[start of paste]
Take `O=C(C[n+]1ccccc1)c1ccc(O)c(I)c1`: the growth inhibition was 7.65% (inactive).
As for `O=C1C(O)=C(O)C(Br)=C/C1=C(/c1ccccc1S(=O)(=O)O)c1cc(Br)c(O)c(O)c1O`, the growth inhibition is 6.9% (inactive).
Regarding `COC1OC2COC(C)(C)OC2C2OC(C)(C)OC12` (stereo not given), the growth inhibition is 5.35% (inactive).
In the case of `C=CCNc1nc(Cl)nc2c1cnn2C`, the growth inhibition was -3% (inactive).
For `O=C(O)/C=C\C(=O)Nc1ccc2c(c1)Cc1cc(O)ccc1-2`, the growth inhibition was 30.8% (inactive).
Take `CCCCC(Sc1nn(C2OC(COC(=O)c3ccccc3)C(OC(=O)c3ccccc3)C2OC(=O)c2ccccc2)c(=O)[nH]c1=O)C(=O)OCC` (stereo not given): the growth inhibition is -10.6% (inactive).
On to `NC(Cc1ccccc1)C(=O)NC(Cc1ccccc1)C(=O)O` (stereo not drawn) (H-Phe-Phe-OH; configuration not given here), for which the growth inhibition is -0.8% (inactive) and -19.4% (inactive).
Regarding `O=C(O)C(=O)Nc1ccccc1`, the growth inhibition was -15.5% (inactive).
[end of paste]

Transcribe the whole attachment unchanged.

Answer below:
Take `O=C(C[n+]1ccccc1)c1ccc(O)c(I)c1`: the growth inhibition was 7.65% (inactive).
As for `O=C1C(O)=C(O)C(Br)=C/C1=C(/c1ccccc1S(=O)(=O)O)c1cc(Br)c(O)c(O)c1O`, the growth inhibition is 6.9% (inactive).
Regarding `COC1OC2COC(C)(C)OC2C2OC(C)(C)OC12` (stereo not given), the growth inhibition is 5.35% (inactive).
In the case of `C=CCNc1nc(Cl)nc2c1cnn2C`, the growth inhibition was -3% (inactive).
For `O=C(O)/C=C\C(=O)Nc1ccc2c(c1)Cc1cc(O)ccc1-2`, the growth inhibition was 30.8% (inactive).
Take `CCCCC(Sc1nn(C2OC(COC(=O)c3ccccc3)C(OC(=O)c3ccccc3)C2OC(=O)c2ccccc2)c(=O)[nH]c1=O)C(=O)OCC` (stereo not given): the growth inhibition is -10.6% (inactive).
On to `NC(Cc1ccccc1)C(=O)NC(Cc1ccccc1)C(=O)O` (stereo not drawn) (H-Phe-Phe-OH; configuration not given here), for which the growth inhibition is -0.8% (inactive) and -19.4% (inactive).
Regarding `O=C(O)C(=O)Nc1ccccc1`, the growth inhibition was -15.5% (inactive).